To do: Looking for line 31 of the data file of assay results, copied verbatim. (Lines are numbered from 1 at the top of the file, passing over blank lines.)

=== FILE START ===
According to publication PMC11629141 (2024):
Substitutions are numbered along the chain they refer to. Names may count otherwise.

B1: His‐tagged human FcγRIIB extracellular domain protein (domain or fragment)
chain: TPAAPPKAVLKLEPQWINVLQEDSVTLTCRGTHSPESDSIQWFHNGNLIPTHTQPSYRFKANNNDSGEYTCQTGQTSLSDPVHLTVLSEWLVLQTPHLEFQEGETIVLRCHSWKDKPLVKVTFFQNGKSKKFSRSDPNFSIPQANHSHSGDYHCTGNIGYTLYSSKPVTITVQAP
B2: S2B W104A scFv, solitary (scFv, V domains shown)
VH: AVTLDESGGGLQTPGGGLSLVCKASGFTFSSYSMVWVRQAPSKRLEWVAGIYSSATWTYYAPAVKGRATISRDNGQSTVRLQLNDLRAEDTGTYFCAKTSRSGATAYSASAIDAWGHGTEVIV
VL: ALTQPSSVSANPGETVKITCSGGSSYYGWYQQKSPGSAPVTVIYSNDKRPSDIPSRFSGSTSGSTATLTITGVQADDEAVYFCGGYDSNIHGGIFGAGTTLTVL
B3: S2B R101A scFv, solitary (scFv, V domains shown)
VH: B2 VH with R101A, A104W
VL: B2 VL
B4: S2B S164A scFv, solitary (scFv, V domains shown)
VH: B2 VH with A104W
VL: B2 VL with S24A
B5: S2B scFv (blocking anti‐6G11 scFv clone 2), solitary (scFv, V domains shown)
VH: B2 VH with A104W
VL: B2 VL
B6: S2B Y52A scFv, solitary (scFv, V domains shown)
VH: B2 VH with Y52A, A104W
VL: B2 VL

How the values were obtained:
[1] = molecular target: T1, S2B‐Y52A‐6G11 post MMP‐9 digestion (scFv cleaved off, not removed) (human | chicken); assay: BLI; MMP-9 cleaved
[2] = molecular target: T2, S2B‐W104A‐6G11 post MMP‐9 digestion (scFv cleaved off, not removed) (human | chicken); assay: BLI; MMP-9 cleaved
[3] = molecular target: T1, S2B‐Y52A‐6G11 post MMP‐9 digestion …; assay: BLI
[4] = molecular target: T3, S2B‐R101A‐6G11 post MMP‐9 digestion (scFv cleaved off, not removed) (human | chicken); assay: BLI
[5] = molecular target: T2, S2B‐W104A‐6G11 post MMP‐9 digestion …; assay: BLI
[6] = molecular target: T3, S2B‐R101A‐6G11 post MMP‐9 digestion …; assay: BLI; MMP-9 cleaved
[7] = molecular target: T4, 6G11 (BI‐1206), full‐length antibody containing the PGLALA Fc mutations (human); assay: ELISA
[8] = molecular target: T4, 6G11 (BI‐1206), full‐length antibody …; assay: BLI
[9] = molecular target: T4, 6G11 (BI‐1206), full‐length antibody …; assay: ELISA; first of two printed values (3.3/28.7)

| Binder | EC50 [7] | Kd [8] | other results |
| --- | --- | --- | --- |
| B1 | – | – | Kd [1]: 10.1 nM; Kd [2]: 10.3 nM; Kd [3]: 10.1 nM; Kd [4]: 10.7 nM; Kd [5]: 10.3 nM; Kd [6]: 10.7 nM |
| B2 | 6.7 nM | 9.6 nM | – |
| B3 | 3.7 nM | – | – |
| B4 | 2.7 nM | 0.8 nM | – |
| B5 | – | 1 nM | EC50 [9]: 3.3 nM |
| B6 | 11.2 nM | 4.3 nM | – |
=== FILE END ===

| --- | --- | --- | --- |